Sacrebleu! Round two?
Thousands of Quebec university students took to the streets in Montreal on Tuesday, again, in what police are calling an illegal protest over tuition hikes.
Those of you who thought that was over are not alone.
Months of demonstrations against proposed tuition increases ended last year when the three-term Liberal government was replaced by the Parti Québécois, seen to be far more accommodating to the cause of the rabble-rousers.
CBC News reports that thousands of people took to the streets after the government announced it would index tuition to the cost of living.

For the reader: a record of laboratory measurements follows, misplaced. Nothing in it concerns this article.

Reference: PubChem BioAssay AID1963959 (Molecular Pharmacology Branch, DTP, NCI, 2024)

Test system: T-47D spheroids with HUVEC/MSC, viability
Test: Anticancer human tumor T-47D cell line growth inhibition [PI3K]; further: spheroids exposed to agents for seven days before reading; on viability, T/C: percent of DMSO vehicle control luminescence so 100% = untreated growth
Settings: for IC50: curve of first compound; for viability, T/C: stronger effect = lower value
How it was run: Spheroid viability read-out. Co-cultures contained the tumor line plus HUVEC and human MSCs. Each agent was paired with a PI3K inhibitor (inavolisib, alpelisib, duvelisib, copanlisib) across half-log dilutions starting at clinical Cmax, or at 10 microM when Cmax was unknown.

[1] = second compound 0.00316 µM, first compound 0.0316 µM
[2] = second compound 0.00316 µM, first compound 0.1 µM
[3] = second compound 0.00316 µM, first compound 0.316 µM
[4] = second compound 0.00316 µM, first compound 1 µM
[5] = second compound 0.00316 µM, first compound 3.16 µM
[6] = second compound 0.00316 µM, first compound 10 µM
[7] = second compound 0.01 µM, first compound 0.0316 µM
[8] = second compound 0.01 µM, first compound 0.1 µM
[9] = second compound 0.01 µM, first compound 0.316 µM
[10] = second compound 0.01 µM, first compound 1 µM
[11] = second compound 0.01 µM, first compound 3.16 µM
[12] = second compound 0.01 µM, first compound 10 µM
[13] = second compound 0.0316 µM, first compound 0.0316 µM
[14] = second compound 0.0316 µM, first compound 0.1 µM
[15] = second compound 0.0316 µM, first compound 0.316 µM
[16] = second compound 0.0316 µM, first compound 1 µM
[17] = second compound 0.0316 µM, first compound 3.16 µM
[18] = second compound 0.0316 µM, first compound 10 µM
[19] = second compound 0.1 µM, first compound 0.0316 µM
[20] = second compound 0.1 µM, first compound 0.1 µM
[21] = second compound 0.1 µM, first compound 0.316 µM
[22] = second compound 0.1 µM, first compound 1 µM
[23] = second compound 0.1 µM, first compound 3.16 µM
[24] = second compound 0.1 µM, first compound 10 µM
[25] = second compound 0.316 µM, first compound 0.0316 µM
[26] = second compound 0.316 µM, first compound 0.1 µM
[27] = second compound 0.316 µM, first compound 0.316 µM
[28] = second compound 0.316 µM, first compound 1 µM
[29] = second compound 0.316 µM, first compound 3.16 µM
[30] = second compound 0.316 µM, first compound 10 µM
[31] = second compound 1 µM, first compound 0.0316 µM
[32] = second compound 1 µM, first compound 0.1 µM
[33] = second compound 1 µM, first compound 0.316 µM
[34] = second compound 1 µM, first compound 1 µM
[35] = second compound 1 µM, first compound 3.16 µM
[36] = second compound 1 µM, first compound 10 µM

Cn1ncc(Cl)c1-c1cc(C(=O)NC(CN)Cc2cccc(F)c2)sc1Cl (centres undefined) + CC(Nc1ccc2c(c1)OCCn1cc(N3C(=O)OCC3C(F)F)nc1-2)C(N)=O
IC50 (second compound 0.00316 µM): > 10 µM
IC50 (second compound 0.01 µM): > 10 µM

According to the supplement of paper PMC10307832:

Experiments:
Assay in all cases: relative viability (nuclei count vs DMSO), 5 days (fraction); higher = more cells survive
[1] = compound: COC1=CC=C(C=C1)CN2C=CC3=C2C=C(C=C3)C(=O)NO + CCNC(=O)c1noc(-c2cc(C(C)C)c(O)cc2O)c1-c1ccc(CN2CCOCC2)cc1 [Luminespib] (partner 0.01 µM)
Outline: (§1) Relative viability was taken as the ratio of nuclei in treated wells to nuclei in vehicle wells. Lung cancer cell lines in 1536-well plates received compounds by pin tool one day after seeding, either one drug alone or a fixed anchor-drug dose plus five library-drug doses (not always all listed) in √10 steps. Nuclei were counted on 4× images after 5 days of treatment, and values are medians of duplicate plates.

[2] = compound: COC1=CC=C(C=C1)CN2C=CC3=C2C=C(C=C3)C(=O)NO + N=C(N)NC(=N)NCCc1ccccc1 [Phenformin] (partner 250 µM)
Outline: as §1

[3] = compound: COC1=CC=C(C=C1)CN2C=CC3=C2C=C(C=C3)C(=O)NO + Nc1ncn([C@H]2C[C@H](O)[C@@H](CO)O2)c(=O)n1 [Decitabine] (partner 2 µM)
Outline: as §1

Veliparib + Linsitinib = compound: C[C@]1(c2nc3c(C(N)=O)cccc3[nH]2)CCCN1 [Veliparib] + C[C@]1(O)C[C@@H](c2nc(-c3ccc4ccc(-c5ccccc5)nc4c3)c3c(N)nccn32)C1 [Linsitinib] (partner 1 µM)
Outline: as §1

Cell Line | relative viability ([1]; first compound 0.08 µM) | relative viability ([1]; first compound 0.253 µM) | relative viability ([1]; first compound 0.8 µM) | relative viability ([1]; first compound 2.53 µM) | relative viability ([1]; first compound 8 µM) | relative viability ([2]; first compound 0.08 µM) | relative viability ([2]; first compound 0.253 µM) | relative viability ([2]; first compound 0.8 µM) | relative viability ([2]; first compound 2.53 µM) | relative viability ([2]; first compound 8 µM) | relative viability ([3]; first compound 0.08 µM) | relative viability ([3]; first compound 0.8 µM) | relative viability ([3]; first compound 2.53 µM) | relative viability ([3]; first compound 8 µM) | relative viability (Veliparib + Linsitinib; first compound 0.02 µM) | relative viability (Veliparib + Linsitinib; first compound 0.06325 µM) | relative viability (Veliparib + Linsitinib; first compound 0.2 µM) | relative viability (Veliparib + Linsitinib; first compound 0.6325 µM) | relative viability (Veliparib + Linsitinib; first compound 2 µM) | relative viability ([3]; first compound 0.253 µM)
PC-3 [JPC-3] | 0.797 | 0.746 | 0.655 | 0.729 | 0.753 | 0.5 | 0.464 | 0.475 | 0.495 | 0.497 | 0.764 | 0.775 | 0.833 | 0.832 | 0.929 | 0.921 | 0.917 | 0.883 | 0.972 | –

Which means fees will increase about three per cent, or $70 a year.
The Parti Québécois had vowed to hold the line on tuition and earned the support of the protesting student class during last year’s election. But, as with many minority governments, keeping campaign promises has become very tough.
"Students will be there to remind the government that they didn't take part in six months of strikes to get an increase in tuition," student union president Jérémie Bédard-Wien told CBC News.
Montreal police have declared the strike illegal because student unions did not provide warning before staging the march.